EU Sugar Reform Transferring Billions from Farmers and Taxpayers to Food Processors

After more than a decade of transition, Europe’s sugar policy reform is finally complete, and it is transferring $2.5 billion a year in wealth from farmers and EU taxpayers to food processors, with no discernible benefit to grocery shoppers.

That’s according to Patrick Chatenay, a European sugar market expert from the United Kingdom who spoke at today’s International Sweetener Symposium.

Some critics of America’s no-cost sugar policy point to the EU as a model for change, but Chatenay warns that there are valuable lessons to be considered from Europe’s experience.

“Domestic and foreign subsidies destroy competitive industries,” he said, “Europe is still wrestling with the effects of both and these subsidies are distorting Europe’s market.”

Even after reform, European sugar farmers are still receiving nearly $700 million a year in subsidies to keep production up, and that is fueling some inefficiency, according to Chatenay. He explained that most of these subsidies are going to producers in the least efficient areas, while the most efficient producers are receiving no sugar-specific help and are going out of business.

Meanwhile, Europe is now exposed to the artificially-low sugar prices found on the heavily subsidized world market. Subsidies in Brazil, India, Thailand and elsewhere have generated a glut of surplus sugar that has pushed prices well below average production costs.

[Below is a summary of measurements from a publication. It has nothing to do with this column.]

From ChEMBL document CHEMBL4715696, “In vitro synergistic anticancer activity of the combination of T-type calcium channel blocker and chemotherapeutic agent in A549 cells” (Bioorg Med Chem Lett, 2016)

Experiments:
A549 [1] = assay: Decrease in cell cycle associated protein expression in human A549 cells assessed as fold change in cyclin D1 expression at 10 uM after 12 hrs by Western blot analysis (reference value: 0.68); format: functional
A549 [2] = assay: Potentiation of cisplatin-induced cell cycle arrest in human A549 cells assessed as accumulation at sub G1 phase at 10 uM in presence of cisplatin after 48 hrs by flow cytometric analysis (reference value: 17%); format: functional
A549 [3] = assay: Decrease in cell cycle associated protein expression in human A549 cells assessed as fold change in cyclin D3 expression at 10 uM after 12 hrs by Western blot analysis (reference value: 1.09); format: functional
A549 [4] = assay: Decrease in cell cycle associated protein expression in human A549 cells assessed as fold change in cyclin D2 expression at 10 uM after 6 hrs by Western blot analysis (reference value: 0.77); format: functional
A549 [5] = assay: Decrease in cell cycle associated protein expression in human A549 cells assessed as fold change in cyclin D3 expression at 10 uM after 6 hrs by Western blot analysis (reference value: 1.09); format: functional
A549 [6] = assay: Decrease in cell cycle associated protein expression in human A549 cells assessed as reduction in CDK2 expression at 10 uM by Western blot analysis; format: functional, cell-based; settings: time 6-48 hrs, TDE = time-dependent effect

That’s imperiling even Europe’s efficient sugar businesses and farms without lowering overall food costs in the region. Plummeting sugar prices are being absorbed by industrial buyers, such as candy and snack companies, without being passed along to EU consumers, Chatenay said.

Europe was forced to overhaul its sugar policies after the World Trade Organization found its use of export subsidies and other programs to be in violation of international trade rules. And the rocky road that Europe experienced transitioning to a liberalized market is also an important consideration, Chatenay told the audience.

“Eighty-three sugar mills were closed, some 150,000 farms gave up growing sugarbeets, and tens of thousands sugar-related jobs were lost with the initial reform,” he said. “The latest reform will increase these losses because of the resulting low-price environment.”

Chatenay’s presentation mirrored a study he published in June about the effects of Europe’s changes.

U.S. sugar producers receive loans that are repaid with interest when their sugar is sold, rather than EU-style direct subsidy payments, and are wary of repeating Europe’s mistakes. They have endorsed a strategy known as the Zero-for-Zero sugar policy, which looks to simultaneously reform subsidies globally instead of unilateral disarmament.